Wednesday, January 28, 2009

Theater Needs Critics

I was zipping around town yesterday and happened to tune in to my local membership funded NPR station. I was listening to Larry Mantle on Fresh Air. Larry is a sometimes embattled talk show host on KCPP, who is often criticized for bringing up 'soft topics'. However, Larry is a great reporter on the issues facing artists from an industry perspective. And while he does cover a lot of local and state political issues, he does a fantastic job keeping the public informed about the status of Arts and Culture in California.

Yesterday he chose to cover the topics of the cut backs in the news paper business and how the specifically hurt the Los Angeles Theater community. You're reading this here on line, so chances are you do not buy the local paper as much as you used to... or you never started. Well, guess what... a lot of people do not read the paper anymore, and that means that news papers are a dying breed in the traditional sense. It's sad to think that some of our most prolific news institutions will die off in the next 10 years, because they failed to create an online presence soon enough to move from the in hand product to the electronic product. Thus they newspapers are slowly but surely cutting jobs, and that means some of the most important critics in Los Angeles, got the axe this past week.

Most of us, who have produced theater, know that a great review means more butts in the seats and a higher box office review. Word of mouth is powerful, and that age old grape vine chain usually begins because a number of people read about a show in the paper, and then they go out and see it. Now, that the papers are cutting back their theater critics, less and less shows will be reviewed and exposed to the right demographic. So, the producers have a symbiotic relationship with critics. Producers need them in the right ways and at the right time. Now that the critics are out of work, Theater Producers will have one less reliable resource to spread the word about productions in town. This also means that some really good or even great shows will fail to be recognized in a manner that the 'general audience' can see. Sure, the truly 'In' theater buffs will know the game and what is out there, but that margin of dedicated audience members is so very small.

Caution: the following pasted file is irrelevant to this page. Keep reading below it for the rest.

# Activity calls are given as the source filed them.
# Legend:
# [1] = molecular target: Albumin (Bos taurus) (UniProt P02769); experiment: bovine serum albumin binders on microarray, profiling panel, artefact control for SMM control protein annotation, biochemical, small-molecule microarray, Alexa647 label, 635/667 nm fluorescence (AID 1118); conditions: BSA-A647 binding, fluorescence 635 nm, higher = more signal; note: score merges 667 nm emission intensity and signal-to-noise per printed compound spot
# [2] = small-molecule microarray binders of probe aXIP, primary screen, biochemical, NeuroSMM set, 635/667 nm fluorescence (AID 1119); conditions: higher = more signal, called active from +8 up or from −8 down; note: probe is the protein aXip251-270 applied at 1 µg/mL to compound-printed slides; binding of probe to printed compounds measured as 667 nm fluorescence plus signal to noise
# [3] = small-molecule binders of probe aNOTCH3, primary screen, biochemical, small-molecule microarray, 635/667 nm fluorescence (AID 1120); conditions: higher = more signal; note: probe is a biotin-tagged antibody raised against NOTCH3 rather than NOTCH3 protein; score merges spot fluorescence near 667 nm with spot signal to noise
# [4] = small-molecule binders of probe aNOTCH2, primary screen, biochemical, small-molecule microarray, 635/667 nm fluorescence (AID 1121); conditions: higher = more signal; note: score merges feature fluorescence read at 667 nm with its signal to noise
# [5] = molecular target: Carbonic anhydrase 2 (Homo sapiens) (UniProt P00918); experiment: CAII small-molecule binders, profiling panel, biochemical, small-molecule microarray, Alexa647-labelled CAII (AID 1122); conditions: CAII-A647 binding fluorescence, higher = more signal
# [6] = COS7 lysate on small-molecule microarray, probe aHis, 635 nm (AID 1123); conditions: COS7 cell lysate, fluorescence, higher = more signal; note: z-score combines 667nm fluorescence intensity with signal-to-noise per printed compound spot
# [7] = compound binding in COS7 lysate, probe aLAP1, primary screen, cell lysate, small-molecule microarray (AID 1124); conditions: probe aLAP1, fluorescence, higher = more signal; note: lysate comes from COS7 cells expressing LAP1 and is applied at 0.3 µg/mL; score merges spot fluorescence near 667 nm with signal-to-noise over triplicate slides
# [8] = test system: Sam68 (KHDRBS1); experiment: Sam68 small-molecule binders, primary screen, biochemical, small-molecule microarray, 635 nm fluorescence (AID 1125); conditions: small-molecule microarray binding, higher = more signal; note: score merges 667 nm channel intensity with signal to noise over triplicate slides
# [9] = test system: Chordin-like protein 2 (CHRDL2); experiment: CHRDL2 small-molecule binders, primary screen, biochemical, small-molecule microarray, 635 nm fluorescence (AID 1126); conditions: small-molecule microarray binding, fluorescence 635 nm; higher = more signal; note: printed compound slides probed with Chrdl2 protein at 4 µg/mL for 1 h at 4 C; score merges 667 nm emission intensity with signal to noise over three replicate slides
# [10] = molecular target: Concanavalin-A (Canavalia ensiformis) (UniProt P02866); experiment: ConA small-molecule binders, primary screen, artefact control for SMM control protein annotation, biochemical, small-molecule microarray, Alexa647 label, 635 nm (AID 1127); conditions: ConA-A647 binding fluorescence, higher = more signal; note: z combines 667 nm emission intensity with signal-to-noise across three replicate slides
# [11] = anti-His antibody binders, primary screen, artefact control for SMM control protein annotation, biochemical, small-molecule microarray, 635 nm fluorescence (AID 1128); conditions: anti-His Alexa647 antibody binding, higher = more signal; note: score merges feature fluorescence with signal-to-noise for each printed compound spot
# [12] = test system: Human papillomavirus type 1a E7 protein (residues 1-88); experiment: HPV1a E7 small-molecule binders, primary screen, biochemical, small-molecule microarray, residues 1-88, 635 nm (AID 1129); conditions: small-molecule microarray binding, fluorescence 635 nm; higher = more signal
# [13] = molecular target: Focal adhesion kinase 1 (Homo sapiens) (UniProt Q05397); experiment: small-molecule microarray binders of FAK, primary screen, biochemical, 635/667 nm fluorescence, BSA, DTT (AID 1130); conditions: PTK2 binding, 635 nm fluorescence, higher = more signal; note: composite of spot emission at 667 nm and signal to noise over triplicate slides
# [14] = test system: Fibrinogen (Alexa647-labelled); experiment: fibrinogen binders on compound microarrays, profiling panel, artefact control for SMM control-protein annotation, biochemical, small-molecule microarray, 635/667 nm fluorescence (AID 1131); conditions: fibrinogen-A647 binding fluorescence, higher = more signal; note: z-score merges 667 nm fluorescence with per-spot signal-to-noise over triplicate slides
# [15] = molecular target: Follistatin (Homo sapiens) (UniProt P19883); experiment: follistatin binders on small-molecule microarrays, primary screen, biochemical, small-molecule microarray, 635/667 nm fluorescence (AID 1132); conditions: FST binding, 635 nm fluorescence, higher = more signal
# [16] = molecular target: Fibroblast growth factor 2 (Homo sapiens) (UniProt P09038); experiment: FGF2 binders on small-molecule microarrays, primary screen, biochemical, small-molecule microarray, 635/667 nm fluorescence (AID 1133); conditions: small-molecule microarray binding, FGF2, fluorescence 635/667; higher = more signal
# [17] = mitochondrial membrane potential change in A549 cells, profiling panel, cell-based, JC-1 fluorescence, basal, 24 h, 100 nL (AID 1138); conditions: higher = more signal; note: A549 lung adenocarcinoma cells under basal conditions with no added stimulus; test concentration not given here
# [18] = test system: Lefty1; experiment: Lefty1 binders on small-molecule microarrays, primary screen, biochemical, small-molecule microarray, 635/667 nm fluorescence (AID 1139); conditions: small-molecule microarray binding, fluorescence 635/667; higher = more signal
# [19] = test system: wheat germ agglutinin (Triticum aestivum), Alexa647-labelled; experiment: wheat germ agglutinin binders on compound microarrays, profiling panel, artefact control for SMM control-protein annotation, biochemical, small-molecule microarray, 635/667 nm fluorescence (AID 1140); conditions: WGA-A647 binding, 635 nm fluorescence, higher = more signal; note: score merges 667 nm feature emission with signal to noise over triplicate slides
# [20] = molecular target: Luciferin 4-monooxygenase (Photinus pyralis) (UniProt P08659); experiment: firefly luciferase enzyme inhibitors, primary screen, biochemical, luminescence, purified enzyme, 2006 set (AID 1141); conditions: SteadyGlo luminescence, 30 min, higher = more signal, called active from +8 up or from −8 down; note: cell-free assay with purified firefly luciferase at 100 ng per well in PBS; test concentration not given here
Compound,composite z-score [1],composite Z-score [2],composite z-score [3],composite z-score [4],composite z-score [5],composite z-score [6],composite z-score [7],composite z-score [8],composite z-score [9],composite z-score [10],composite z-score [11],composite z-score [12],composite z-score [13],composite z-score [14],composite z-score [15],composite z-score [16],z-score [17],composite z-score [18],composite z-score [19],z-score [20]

These cut backs mean that in L.A. the big Houses will continue to get press (Geffen, Pasadena Playhouse, Centre Theater Group Houses). While the mid level to high AEA99 theaters with a good rep will suffer terribly for the lack of coverage. While the low end producing done for small one time rental shows in NoHo and Hollywood will receive absolutely zero coverage from the papers. Word of mouth, blog reviews and Gold Star will now be the best marketing tool for the small time producer trying to get some steam on a good project.

The end result is a less informed audience, who already is penny pinching in this economy. With Oscar season up as well, the big time nominated movies with an artsy feel, will be a welcome and more cost effective alternative for patrons who would usually rather go see theater. Lean times all the way around.

No comments: